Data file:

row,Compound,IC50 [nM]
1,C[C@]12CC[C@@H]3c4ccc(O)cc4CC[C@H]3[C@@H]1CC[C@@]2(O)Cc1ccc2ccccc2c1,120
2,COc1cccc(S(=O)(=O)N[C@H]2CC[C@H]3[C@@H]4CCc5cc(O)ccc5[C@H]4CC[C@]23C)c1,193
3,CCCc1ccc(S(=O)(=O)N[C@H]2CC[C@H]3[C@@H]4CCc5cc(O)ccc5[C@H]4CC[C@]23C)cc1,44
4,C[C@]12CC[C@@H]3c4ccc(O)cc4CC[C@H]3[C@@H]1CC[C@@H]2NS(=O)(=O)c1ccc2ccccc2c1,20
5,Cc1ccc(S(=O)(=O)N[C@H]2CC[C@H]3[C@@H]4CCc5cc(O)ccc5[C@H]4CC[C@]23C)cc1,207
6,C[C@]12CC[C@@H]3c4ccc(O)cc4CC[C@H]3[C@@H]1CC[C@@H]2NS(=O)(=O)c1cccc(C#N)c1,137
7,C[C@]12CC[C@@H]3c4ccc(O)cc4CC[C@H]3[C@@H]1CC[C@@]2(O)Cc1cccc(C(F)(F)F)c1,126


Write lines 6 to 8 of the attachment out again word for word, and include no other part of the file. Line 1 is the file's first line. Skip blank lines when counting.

5,Cc1ccc(S(=O)(=O)N[C@H]2CC[C@H]3[C@@H]4CCc5cc(O)ccc5[C@H]4CC[C@]23C)cc1,207
6,C[C@]12CC[C@@H]3c4ccc(O)cc4CC[C@H]3[C@@H]1CC[C@@H]2NS(=O)(=O)c1cccc(C#N)c1,137
7,C[C@]12CC[C@@H]3c4ccc(O)cc4CC[C@H]3[C@@H]1CC[C@@]2(O)Cc1cccc(C(F)(F)F)c1,126